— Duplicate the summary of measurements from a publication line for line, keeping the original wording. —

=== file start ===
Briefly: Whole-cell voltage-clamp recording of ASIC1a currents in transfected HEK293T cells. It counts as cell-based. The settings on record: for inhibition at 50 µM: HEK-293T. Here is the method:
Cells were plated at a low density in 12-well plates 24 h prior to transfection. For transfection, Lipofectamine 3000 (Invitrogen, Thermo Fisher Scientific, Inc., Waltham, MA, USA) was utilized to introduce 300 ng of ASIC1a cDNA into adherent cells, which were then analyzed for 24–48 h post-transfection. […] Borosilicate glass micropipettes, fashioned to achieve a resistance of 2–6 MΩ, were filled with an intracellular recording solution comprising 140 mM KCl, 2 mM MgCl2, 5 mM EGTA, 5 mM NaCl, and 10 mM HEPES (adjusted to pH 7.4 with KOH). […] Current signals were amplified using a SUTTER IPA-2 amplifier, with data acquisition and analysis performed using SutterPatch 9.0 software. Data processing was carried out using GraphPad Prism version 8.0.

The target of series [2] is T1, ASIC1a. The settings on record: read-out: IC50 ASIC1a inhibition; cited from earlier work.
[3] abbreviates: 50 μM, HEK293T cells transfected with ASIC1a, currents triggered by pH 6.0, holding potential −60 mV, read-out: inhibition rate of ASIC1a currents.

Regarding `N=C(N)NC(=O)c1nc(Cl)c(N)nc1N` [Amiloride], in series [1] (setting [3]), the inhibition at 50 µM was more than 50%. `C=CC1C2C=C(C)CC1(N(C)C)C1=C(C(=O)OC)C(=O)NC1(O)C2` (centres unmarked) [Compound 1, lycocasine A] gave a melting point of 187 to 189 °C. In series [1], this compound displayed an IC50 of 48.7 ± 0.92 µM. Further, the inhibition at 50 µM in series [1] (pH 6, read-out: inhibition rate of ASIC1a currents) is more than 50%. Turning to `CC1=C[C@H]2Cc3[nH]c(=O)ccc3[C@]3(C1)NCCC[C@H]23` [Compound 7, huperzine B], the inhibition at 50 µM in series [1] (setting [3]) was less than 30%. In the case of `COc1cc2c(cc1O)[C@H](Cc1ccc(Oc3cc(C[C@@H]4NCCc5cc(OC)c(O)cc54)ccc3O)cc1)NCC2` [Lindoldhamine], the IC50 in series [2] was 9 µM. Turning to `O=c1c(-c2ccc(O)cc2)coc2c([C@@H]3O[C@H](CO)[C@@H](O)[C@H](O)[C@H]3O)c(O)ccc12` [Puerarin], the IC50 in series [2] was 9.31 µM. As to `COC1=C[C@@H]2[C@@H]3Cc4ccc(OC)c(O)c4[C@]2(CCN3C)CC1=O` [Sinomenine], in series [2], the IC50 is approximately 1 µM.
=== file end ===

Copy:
Briefly: Whole-cell voltage-clamp recording of ASIC1a currents in transfected HEK293T cells. It counts as cell-based. The settings on record: for inhibition at 50 µM: HEK-293T. Here is the method:
Cells were plated at a low density in 12-well plates 24 h prior to transfection. For transfection, Lipofectamine 3000 (Invitrogen, Thermo Fisher Scientific, Inc., Waltham, MA, USA) was utilized to introduce 300 ng of ASIC1a cDNA into adherent cells, which were then analyzed for 24–48 h post-transfection. […] Borosilicate glass micropipettes, fashioned to achieve a resistance of 2–6 MΩ, were filled with an intracellular recording solution comprising 140 mM KCl, 2 mM MgCl2, 5 mM EGTA, 5 mM NaCl, and 10 mM HEPES (adjusted to pH 7.4 with KOH). […] Current signals were amplified using a SUTTER IPA-2 amplifier, with data acquisition and analysis performed using SutterPatch 9.0 software. Data processing was carried out using GraphPad Prism version 8.0.

The target of series [2] is T1, ASIC1a. The settings on record: read-out: IC50 ASIC1a inhibition; cited from earlier work.
[3] abbreviates: 50 μM, HEK293T cells transfected with ASIC1a, currents triggered by pH 6.0, holding potential −60 mV, read-out: inhibition rate of ASIC1a currents.

Regarding `N=C(N)NC(=O)c1nc(Cl)c(N)nc1N` [Amiloride], in series [1] (setting [3]), the inhibition at 50 µM was more than 50%. `C=CC1C2C=C(C)CC1(N(C)C)C1=C(C(=O)OC)C(=O)NC1(O)C2` (centres unmarked) [Compound 1, lycocasine A] gave a melting point of 187 to 189 °C. In series [1], this compound displayed an IC50 of 48.7 ± 0.92 µM. Further, the inhibition at 50 µM in series [1] (pH 6, read-out: inhibition rate of ASIC1a currents) is more than 50%. Turning to `CC1=C[C@H]2Cc3[nH]c(=O)ccc3[C@]3(C1)NCCC[C@H]23` [Compound 7, huperzine B], the inhibition at 50 µM in series [1] (setting [3]) was less than 30%. In the case of `COc1cc2c(cc1O)[C@H](Cc1ccc(Oc3cc(C[C@@H]4NCCc5cc(OC)c(O)cc54)ccc3O)cc1)NCC2` [Lindoldhamine], the IC50 in series [2] was 9 µM. Turning to `O=c1c(-c2ccc(O)cc2)coc2c([C@@H]3O[C@H](CO)[C@@H](O)[C@H](O)[C@H]3O)c(O)ccc12` [Puerarin], the IC50 in series [2] was 9.31 µM. As to `COC1=C[C@@H]2[C@@H]3Cc4ccc(OC)c(O)c4[C@]2(CCN3C)CC1=O` [Sinomenine], in series [2], the IC50 is approximately 1 µM.